5 Reasons Why Your GE Refrigerator is Not Defrosting

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The following troubleshooter is for a GE top-freezer refrigerator, model #GTS16DTNRWW, however, the principles are the same for similar brands and models.

Warning

Before beginning work on any appliance, unplug it from its power source. You will need a pair of gloves to protect your hands from sharp edges.

Any work performed on an electrical appliance could be hazardous to your health. If you decide to perform this work yourself, please note that there is some risk of injury. The risk can be reduced by using the right tool, the right safety equipment, and following all directions. You should not proceed if you are not confident or feel in any way incapable of doing the job. Some repairs and maintenance should only be performed by a skilled, trained, and certified technician.

Defrost Heater

The defrost heater functions to keep the evaporator fins free from frost and ice buildup. If the heater fails to operate, frost will become ice leading to ventilation problems. Eventually, this will lead to a warmer freezer, which is another symptom of a failed defrost heater.

The defrost heater is located behind the evaporator which is located behind an access panel to the rear of the freezer. Click on the link for a quick tutorial on how to remove it.

Once you have the heater removed, you can test it for continuity with a multimeter.

Defrost Thermostat

The thermostat monitors the temperature of the evaporator coils. When the temperature drops down to a certain level, the thermostat sends a message to the heater to kick on. When the defrost process starts, all other components in the refrigerator such as the compressor are turned off. You may hear a sizzle as the heater begins its work of melting frost from the evaporator.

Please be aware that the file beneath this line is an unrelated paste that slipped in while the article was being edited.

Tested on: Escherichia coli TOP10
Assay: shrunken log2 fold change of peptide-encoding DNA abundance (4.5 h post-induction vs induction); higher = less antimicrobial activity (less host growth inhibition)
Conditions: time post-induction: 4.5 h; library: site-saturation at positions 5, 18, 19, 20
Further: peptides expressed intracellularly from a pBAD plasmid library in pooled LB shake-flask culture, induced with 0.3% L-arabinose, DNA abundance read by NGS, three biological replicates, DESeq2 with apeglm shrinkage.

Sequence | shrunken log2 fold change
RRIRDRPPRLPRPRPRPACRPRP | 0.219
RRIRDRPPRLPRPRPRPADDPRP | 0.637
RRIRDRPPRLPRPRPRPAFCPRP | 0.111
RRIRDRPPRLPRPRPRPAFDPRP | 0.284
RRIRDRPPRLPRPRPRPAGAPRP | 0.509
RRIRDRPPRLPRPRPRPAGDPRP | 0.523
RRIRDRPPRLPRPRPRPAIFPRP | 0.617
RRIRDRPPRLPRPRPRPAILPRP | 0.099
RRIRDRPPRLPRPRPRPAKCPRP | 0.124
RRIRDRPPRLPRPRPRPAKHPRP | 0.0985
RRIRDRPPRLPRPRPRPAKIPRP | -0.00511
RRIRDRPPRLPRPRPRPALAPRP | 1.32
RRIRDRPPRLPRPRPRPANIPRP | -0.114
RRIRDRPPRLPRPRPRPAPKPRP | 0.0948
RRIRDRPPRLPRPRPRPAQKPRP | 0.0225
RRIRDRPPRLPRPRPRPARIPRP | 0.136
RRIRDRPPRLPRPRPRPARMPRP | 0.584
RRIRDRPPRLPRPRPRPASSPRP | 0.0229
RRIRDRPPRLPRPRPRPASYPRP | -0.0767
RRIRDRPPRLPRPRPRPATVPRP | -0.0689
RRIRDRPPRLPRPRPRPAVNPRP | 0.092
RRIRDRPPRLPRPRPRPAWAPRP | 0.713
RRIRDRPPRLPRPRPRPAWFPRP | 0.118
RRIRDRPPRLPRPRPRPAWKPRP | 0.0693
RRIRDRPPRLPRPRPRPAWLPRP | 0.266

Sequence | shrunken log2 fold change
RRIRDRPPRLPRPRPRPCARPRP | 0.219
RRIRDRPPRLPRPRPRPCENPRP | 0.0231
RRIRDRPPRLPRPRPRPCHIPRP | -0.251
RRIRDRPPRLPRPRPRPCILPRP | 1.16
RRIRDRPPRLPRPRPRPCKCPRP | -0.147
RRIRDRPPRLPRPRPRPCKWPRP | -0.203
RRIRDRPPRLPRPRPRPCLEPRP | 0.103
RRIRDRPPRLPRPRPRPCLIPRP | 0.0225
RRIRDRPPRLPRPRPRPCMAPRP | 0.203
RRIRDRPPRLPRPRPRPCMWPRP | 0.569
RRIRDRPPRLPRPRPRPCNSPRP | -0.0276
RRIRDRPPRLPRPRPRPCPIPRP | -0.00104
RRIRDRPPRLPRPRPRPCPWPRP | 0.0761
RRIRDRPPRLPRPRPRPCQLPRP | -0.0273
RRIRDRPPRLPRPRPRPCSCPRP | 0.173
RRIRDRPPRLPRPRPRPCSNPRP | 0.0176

A thermostat not working correctly will prevent the heater from working properly.

The thermostat can be tested with a multimeter for continuity. However, be aware that this part needs to be tested at 15° Fahrenheit or lower.

Defrost Timer

Some models come equipped with a timer. The timer functions to turn on the heater for 25 minutes, two or three times a day. A malfunctioned timer will prevent the cycle from completion and the heater may not have turned on to begin with.

The timer can be tested by slowly advancing it to the defrost cycle. If the timer is working properly, the compressor should turn off and the heater should turn on.

If advancing the timer does not turn on the heater or if the timer does not advance out of the defrost cycle within 30 minutes, the timer should be replaced.

Defrost Control Board

On some models, a control board controls the defrost cycle. A timer is not needed. While control boards can develop their own set of problems, it is not usually a bad control board causing defrost problems. However, if after testing the defrost heater, defrost thermostat, timer, and all have tested positive, then it’s time to take a look at the control board.

Inspect the board for any burn marks, cracks, warps, or any other distortions. Replace the board if you find anything that reflects some type of damage.

Freezer Door Gasket

Perhaps I should have placed this troubleshooter at the top of the list as it is the easiest one to check. But even after you run this test and you find that you need to replace the door gasket, you won’t really know if you’ve solved your defrost problem until after you troubleshoot the above components.

If air is leaking from the freezer compartment, the defrost heater will not be able to keep up with the additional demand to maintain a chilly 0°.

How to Test the Door Gasket

  • Open the freezer door.
  • Place a dollar bill on the door gasket and close the door.
  • Try to pull the dollar bill out. If the seal is good, you shouldn’t be able to remove it.
  • In order for this to be an accurate test, try the dollar bill test at several locations around the freezer door.
  • If you are able to remove the bill, the gasket needs to be replaced.
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